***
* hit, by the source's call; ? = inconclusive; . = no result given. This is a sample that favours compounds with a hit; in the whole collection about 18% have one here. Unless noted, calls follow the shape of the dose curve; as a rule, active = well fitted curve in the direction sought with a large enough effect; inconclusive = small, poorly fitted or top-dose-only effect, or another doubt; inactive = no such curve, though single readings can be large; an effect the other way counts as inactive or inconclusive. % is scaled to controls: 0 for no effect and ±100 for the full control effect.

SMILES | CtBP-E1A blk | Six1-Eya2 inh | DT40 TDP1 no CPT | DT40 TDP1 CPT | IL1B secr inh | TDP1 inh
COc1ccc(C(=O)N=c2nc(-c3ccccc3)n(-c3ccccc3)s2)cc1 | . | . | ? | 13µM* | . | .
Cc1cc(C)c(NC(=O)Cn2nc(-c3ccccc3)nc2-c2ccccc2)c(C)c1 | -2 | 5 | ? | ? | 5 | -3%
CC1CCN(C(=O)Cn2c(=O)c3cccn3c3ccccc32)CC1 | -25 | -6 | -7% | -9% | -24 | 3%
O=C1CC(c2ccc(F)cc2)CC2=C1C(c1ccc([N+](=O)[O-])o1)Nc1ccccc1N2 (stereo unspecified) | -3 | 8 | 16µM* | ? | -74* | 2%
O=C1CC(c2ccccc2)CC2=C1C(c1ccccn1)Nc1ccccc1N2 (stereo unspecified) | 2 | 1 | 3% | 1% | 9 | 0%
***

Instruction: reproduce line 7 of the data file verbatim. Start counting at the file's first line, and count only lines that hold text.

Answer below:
O=C1CC(c2ccccc2)CC2=C1C(c1ccccn1)Nc1ccccc1N2 (stereo unspecified) | 2 | 1 | 3% | 1% | 9 | 0%